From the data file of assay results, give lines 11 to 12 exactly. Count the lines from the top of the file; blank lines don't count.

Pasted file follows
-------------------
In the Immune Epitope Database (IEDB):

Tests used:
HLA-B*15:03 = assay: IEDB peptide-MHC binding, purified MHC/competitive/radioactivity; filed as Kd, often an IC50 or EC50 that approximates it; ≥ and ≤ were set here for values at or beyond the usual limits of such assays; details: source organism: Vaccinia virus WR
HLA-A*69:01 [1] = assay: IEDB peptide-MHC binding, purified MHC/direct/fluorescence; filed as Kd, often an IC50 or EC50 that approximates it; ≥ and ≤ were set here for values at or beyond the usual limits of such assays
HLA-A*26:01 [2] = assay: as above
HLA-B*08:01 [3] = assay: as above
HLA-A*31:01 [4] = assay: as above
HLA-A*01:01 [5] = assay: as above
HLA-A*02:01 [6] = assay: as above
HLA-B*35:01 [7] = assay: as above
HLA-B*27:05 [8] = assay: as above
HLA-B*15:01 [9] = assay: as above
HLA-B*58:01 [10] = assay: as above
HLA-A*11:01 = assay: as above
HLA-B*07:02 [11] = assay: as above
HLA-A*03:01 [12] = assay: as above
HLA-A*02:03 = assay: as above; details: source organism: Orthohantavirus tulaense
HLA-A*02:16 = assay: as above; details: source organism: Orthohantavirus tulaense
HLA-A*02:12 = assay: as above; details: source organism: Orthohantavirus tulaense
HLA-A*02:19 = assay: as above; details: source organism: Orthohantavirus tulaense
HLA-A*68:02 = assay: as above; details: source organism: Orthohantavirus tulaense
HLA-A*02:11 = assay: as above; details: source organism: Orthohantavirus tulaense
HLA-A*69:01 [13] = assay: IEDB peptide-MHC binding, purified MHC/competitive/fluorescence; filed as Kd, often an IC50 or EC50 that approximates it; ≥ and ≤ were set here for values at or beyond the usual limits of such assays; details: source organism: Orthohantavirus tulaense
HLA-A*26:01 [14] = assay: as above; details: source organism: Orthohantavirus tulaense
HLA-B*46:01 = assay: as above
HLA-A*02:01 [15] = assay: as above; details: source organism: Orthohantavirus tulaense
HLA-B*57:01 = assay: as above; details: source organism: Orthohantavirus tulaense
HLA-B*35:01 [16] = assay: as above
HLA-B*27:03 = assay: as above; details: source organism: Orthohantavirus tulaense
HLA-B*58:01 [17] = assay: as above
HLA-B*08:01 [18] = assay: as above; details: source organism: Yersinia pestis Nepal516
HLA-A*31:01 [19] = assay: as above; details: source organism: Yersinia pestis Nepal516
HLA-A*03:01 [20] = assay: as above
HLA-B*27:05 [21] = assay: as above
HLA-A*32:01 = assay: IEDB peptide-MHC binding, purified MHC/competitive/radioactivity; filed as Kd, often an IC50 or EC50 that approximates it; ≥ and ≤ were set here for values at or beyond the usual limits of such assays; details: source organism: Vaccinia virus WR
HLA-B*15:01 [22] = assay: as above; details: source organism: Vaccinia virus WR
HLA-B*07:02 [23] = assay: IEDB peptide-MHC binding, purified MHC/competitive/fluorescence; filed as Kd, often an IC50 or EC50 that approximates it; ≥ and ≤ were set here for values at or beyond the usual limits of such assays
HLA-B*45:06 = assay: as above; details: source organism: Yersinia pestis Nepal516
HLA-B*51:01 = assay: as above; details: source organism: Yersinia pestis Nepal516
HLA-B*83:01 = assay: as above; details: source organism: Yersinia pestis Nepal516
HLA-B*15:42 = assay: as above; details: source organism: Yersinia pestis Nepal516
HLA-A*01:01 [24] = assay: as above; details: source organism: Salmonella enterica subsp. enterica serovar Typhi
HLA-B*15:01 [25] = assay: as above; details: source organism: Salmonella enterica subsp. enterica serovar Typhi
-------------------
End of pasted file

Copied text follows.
HLA-B*27:05 [8] = assay: as above
HLA-B*15:01 [9] = assay: as above